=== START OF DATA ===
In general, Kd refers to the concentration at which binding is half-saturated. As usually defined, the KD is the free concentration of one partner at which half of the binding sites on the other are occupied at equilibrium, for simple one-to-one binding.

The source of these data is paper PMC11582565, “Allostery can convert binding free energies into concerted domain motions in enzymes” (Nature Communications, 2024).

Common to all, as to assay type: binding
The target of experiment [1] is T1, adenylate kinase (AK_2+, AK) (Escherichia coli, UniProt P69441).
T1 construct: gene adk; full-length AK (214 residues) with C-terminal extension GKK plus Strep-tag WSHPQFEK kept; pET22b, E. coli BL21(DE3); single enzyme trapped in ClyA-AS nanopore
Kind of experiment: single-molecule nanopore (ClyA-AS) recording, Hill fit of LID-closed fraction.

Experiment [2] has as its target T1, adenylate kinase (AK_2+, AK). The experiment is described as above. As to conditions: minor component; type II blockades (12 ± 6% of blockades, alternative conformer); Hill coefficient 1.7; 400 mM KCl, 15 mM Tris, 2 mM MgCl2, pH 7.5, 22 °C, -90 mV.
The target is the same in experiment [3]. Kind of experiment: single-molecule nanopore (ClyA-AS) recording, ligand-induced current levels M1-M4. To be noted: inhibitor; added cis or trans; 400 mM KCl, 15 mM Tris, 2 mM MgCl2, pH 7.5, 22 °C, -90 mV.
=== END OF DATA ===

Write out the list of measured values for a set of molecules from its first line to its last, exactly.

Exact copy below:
In general, Kd refers to the concentration at which binding is half-saturated. As usually defined, the KD is the free concentration of one partner at which half of the binding sites on the other are occupied at equilibrium, for simple one-to-one binding.

The source of these data is paper PMC11582565, “Allostery can convert binding free energies into concerted domain motions in enzymes” (Nature Communications, 2024).

Common to all, as to assay type: binding
The target of experiment [1] is T1, adenylate kinase (AK_2+, AK) (Escherichia coli, UniProt P69441).
T1 construct: gene adk; full-length AK (214 residues) with C-terminal extension GKK plus Strep-tag WSHPQFEK kept; pET22b, E. coli BL21(DE3); single enzyme trapped in ClyA-AS nanopore
Kind of experiment: single-molecule nanopore (ClyA-AS) recording, Hill fit of LID-closed fraction.

Experiment [2] has as its target T1, adenylate kinase (AK_2+, AK). The experiment is described as above. As to conditions: minor component; type II blockades (12 ± 6% of blockades, alternative conformer); Hill coefficient 1.7; 400 mM KCl, 15 mM Tris, 2 mM MgCl2, pH 7.5, 22 °C, -90 mV.
The target is the same in experiment [3]. Kind of experiment: single-molecule nanopore (ClyA-AS) recording, ligand-induced current levels M1-M4. To be noted: inhibitor; added cis or trans; 400 mM KCl, 15 mM Tris, 2 mM MgCl2, pH 7.5, 22 °C, -90 mV.